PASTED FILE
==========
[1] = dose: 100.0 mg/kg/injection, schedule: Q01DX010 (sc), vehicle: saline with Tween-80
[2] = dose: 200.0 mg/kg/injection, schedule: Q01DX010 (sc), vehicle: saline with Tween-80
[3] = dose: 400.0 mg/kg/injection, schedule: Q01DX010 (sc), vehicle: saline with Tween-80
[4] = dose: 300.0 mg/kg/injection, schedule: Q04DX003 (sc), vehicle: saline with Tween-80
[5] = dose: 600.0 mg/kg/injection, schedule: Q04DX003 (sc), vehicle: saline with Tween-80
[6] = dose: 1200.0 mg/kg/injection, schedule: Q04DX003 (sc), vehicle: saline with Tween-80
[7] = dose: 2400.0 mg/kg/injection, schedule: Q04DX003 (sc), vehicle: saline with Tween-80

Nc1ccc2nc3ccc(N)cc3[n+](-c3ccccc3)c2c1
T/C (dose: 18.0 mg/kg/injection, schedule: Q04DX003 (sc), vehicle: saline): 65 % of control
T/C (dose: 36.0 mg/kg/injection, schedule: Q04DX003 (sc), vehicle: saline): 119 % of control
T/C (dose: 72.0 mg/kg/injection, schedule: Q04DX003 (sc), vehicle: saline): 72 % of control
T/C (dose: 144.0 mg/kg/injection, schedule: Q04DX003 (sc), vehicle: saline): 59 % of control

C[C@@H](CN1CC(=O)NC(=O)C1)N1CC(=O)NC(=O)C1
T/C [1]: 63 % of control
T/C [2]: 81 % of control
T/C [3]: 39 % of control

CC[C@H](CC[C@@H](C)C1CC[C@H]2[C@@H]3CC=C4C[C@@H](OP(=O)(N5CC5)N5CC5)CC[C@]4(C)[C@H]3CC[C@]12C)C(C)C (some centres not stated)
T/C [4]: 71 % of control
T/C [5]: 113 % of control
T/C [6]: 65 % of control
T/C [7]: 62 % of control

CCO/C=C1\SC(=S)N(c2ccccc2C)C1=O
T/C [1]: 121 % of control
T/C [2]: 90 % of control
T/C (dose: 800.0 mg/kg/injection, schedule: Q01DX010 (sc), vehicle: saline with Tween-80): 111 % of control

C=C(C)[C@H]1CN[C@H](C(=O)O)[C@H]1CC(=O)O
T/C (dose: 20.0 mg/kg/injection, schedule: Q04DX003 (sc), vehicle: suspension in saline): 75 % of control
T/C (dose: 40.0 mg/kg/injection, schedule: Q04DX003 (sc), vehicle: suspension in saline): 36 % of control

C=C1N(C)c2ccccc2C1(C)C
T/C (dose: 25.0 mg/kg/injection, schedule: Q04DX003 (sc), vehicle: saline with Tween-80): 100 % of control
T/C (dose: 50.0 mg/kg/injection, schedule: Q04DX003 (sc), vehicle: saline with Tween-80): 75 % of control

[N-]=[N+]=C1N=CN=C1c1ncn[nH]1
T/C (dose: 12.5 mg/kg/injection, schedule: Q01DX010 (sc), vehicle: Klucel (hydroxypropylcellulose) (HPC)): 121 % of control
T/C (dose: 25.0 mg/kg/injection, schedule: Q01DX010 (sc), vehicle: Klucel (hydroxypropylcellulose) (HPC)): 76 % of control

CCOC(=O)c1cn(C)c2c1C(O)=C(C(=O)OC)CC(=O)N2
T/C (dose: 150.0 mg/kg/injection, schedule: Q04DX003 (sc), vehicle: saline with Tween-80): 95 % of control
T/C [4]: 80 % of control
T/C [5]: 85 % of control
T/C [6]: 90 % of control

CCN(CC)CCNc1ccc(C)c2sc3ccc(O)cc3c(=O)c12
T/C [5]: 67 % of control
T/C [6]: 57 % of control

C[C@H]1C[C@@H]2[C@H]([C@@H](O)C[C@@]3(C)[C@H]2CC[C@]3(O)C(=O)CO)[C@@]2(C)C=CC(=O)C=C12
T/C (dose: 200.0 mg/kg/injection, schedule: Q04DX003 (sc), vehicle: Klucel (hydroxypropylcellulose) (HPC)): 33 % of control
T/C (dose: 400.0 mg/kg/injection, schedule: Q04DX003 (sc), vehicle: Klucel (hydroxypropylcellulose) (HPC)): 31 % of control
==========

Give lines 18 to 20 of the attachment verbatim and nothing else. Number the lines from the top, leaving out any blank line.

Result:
T/C [4]: 71 % of control
T/C [5]: 113 % of control
T/C [6]: 65 % of control